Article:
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Abstract: We establish a strong monogamy-of-entanglement property for subspace coset states, which are uniform superpositions of vectors in a linear subspace of F^n₂ to which has been applied a quantum one-time pad. This property was conjectured recently by [Coladangelo, Liu, Liu, and Zhandry, Crypto'21] and shown to have applications to unclonable decryption and copy-protection of pseudorandom functions. We present two proofs, one which directly follows the method of the original paper and the other which uses an observation from [Vidick and Zhang, Eurocrypt'20] to reduce the analysis to a simpler monogamy game based on BB'84 states. Both proofs ultimately rely on the same proof technique, introduced in [Tomamichel, Fehr, Kaniewski and Wehner, New Journal of Physics '13].

Publication: arXiv
ID: CaltechAUTHORS:20211006-152638528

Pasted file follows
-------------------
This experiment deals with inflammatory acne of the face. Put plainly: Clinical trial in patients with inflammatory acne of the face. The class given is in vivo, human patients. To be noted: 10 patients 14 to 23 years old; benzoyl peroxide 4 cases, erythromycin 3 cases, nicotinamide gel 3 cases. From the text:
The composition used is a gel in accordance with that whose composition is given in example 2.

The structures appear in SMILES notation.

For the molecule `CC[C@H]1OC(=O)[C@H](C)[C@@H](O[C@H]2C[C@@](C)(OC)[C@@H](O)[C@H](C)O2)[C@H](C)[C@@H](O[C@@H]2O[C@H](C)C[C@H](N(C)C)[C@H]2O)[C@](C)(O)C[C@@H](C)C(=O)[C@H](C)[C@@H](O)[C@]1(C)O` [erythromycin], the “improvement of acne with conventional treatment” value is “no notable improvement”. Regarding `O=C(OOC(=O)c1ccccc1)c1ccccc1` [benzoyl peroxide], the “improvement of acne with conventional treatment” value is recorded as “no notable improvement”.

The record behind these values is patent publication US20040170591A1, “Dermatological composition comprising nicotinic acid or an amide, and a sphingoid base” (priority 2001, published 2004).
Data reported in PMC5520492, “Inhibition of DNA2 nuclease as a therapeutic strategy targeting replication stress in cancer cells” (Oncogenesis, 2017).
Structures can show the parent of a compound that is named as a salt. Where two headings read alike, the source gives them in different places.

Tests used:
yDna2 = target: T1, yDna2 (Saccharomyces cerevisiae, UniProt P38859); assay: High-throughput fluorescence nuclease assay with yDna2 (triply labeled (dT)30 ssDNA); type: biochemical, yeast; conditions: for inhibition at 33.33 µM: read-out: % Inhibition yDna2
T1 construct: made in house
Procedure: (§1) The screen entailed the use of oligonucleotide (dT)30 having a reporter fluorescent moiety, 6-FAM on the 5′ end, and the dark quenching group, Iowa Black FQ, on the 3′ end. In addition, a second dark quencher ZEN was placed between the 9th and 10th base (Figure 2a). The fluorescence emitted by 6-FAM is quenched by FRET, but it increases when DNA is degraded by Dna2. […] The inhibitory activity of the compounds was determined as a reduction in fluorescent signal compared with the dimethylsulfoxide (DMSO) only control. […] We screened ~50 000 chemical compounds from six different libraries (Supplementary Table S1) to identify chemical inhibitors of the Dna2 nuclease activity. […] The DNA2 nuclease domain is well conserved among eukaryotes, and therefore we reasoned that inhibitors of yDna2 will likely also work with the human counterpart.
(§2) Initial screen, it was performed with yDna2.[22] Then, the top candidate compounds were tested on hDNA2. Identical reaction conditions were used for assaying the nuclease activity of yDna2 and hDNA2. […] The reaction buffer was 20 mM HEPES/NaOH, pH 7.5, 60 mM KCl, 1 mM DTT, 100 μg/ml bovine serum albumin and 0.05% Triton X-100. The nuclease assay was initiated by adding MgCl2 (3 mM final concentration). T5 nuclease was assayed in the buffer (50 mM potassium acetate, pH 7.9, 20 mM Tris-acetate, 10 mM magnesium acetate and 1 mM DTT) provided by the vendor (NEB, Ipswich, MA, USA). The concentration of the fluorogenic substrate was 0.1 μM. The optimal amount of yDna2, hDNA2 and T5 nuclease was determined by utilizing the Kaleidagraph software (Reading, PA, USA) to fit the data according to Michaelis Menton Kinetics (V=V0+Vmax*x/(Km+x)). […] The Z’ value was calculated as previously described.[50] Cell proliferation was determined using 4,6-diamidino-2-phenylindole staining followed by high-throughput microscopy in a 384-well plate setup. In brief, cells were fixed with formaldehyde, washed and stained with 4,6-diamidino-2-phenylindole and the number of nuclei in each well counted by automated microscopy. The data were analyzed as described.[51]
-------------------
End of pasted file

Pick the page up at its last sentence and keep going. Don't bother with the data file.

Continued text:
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Abstract: Low degree tests play an important role in classical complexity theory, serving as basic ingredients in foundational results such as MIP = NEXP [BFL91] and the PCP theorem [AS98,ALM+98]. Over the last ten years, versions of these tests which are sound against quantum provers have found increasing applications to the study of nonlocal games and the complexity class MIP^*. The culmination of this line of work is the result MIP^* = RE [arXiv:2001.04383]. One of the key ingredients in the first reported proof of MIP^* = RE is a two-prover variant of the low degree test, initially shown to be sound against multiple quantum provers in [arXiv:1302.1242]. Unfortunately a mistake was recently discovered in the latter result, invalidating the main result of [arXiv:1302.1242] as well as its use in subsequent works, including [arXiv:2001.04383]. We analyze a variant of the low degree test called the low individual degree test. Our main result is that the two-player version of this test is sound against quantum provers. This soundness result is sufficient to re-derive several bounds on MIP^* that relied on [arXiv:1302.1242], including MIP^* = RE.